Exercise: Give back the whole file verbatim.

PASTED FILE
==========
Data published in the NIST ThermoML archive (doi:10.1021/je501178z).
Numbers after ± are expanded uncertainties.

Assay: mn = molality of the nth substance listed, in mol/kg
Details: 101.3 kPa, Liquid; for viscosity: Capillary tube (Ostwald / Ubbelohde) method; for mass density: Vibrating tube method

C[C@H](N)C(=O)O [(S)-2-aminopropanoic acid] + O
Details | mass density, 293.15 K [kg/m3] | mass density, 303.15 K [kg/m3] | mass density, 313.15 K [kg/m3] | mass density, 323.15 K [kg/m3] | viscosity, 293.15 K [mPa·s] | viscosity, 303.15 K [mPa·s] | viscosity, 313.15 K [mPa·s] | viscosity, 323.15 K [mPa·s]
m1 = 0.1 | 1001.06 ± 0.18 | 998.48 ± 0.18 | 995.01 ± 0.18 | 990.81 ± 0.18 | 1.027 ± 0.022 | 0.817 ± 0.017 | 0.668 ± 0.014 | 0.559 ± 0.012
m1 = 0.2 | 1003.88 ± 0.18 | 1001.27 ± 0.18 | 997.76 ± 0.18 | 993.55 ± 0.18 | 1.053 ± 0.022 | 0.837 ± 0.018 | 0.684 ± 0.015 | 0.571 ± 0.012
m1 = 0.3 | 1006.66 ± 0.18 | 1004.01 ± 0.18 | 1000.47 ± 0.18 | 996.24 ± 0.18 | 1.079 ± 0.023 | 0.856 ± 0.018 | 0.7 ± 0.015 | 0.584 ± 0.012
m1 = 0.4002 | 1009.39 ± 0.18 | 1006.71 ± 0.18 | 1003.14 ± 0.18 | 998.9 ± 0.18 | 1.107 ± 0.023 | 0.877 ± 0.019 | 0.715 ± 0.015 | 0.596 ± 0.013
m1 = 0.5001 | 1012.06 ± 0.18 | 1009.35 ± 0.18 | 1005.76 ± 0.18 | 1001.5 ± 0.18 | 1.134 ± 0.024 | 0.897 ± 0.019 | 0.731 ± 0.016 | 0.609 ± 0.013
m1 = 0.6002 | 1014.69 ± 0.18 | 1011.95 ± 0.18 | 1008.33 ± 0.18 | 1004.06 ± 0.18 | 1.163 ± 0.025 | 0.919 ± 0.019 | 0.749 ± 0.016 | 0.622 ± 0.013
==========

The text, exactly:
Data published in the NIST ThermoML archive (doi:10.1021/je501178z).
Numbers after ± are expanded uncertainties.

Assay: mn = molality of the nth substance listed, in mol/kg
Details: 101.3 kPa, Liquid; for viscosity: Capillary tube (Ostwald / Ubbelohde) method; for mass density: Vibrating tube method

C[C@H](N)C(=O)O [(S)-2-aminopropanoic acid] + O
Details | mass density, 293.15 K [kg/m3] | mass density, 303.15 K [kg/m3] | mass density, 313.15 K [kg/m3] | mass density, 323.15 K [kg/m3] | viscosity, 293.15 K [mPa·s] | viscosity, 303.15 K [mPa·s] | viscosity, 313.15 K [mPa·s] | viscosity, 323.15 K [mPa·s]
m1 = 0.1 | 1001.06 ± 0.18 | 998.48 ± 0.18 | 995.01 ± 0.18 | 990.81 ± 0.18 | 1.027 ± 0.022 | 0.817 ± 0.017 | 0.668 ± 0.014 | 0.559 ± 0.012
m1 = 0.2 | 1003.88 ± 0.18 | 1001.27 ± 0.18 | 997.76 ± 0.18 | 993.55 ± 0.18 | 1.053 ± 0.022 | 0.837 ± 0.018 | 0.684 ± 0.015 | 0.571 ± 0.012
m1 = 0.3 | 1006.66 ± 0.18 | 1004.01 ± 0.18 | 1000.47 ± 0.18 | 996.24 ± 0.18 | 1.079 ± 0.023 | 0.856 ± 0.018 | 0.7 ± 0.015 | 0.584 ± 0.012
m1 = 0.4002 | 1009.39 ± 0.18 | 1006.71 ± 0.18 | 1003.14 ± 0.18 | 998.9 ± 0.18 | 1.107 ± 0.023 | 0.877 ± 0.019 | 0.715 ± 0.015 | 0.596 ± 0.013
m1 = 0.5001 | 1012.06 ± 0.18 | 1009.35 ± 0.18 | 1005.76 ± 0.18 | 1001.5 ± 0.18 | 1.134 ± 0.024 | 0.897 ± 0.019 | 0.731 ± 0.016 | 0.609 ± 0.013
m1 = 0.6002 | 1014.69 ± 0.18 | 1011.95 ± 0.18 | 1008.33 ± 0.18 | 1004.06 ± 0.18 | 1.163 ± 0.025 | 0.919 ± 0.019 | 0.749 ± 0.016 | 0.622 ± 0.013